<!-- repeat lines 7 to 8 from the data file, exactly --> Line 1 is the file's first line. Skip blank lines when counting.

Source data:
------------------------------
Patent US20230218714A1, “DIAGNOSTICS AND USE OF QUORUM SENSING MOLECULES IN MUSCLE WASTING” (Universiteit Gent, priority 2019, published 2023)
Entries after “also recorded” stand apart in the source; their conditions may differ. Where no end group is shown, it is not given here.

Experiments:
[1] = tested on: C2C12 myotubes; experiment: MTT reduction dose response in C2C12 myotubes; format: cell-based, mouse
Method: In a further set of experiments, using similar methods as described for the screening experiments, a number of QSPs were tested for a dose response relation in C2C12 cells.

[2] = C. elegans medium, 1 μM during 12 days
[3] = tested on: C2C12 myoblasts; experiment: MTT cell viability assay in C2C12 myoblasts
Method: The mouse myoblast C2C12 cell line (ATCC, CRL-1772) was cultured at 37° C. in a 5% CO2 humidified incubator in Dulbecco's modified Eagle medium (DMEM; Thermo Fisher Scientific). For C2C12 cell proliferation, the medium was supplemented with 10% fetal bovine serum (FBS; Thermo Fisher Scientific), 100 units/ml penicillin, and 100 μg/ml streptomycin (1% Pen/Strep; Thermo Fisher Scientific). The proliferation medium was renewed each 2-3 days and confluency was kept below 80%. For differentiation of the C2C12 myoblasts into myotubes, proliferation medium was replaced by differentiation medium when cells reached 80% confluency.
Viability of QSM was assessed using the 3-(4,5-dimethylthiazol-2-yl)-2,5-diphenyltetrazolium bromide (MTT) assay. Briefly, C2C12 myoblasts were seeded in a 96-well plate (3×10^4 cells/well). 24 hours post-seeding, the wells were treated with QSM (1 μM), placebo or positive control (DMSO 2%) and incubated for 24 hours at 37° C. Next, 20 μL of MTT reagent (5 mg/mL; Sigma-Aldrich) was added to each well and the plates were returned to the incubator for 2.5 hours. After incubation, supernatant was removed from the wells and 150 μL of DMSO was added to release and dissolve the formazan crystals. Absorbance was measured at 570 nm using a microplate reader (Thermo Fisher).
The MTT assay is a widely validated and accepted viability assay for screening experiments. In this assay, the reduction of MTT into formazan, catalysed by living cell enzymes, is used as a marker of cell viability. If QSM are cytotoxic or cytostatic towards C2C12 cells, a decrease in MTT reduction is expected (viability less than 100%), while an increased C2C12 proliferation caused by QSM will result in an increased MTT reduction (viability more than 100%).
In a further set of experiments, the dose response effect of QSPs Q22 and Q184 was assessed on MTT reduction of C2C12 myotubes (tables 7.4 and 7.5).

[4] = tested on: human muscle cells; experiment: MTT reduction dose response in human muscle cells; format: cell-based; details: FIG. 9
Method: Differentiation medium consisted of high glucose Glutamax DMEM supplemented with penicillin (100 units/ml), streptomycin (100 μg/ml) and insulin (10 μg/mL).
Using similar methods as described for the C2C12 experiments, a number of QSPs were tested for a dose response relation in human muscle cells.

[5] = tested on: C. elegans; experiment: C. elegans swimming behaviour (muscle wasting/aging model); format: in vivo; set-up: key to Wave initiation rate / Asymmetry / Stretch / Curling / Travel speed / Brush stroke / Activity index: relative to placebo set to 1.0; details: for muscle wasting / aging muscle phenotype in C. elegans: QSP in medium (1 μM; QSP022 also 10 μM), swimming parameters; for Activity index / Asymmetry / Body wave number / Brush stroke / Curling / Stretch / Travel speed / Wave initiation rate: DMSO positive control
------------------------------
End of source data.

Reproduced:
[3] = tested on: C2C12 myoblasts; experiment: MTT cell viability assay in C2C12 myoblasts
Method: The mouse myoblast C2C12 cell line (ATCC, CRL-1772) was cultured at 37° C. in a 5% CO2 humidified incubator in Dulbecco's modified Eagle medium (DMEM; Thermo Fisher Scientific). For C2C12 cell proliferation, the medium was supplemented with 10% fetal bovine serum (FBS; Thermo Fisher Scientific), 100 units/ml penicillin, and 100 μg/ml streptomycin (1% Pen/Strep; Thermo Fisher Scientific). The proliferation medium was renewed each 2-3 days and confluency was kept below 80%. For differentiation of the C2C12 myoblasts into myotubes, proliferation medium was replaced by differentiation medium when cells reached 80% confluency.